Last updated on February 8th, 2013 at 12:45 am
David Barton continues to spew absurdities, and Right Wing Watch caught his latest, this being a reference to burning Christians at the stake, though there is no actual record of anyone other than Christians burning Christians at the stake. The persecuted Christian meme is never crazier than when wielded by the King of Fake History. According to Barton, speaking on WallBuilders Live about how “religious liberty is under attack in a way that is reminiscent of England in the 16th and 17th centuries, ”
This is a really important thing, to be able to have the presence of religion there but now we’re seeing a hostility that we’ve not [seen before.] This is like England back in the fifteen and sixteen hundreds, quite frankly. Now, we’re not burning people at the stake yet, but we are imprisoning people for their faith and to say that in America, that’s unbelievable.
Barton fails to explain in what way America is similar to England in the 1500s to 1600s but that is the least of his problems: the only people in England persecuting Christians since the tenth century have been other Christians.
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The weight of atrocity in the Western world in the 1500 to 1600s belongs to Christendom, from slavery of blacks and Native Americans to wholesale destruction of Native American cultures and civilizations, to the burnings of women – women – at the stake for no other reason than they were women (though most accused witches were actually hanged).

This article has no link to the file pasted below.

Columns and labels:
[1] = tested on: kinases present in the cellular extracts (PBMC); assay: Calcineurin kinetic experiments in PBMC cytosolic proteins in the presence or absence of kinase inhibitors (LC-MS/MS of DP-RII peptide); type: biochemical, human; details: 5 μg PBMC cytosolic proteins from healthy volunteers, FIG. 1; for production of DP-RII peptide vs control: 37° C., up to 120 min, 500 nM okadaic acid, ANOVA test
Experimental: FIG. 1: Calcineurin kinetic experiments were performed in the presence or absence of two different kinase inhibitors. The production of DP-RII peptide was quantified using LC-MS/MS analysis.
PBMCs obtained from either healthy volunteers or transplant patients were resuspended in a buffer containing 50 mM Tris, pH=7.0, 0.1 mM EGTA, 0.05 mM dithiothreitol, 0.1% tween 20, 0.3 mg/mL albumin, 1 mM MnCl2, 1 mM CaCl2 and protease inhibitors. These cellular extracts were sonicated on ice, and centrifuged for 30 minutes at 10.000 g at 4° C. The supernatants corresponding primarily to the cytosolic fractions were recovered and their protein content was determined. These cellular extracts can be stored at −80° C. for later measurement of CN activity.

Let’s look at the Christian history of burning people to death (from Wikipedia unless otherwise noted) – the list is necessarily abbreviated because history shows Christians LOVED to burn people, David Barton:
- In 1184, the Roman Catholic Synod of Verona legislated that burning was to be the official punishment for heresy;
- “Peter of Aragon, 1197, banished heretics from his dominions or threatened them with death by fire”; (Christian Classics Ethereal Library)
- At the Synod of Paris in 1209 “a number of Amaury’s followers were seized and examined by the bishops. Eight priests and William the Goldsmith, called also one of the seven apostles, were burnt.” (from Christian Classics Ethereal Library);
- “It is also supposed that Waldenses were among the heretics ferreted out in Strassburg in 1212, eighty of whom were burnt, twelve priests and twenty-three women being of the number.”(Christian Classics Ethereal Library)
- This decree was later reaffirmed by the Fourth Council of the Lateran in 1215;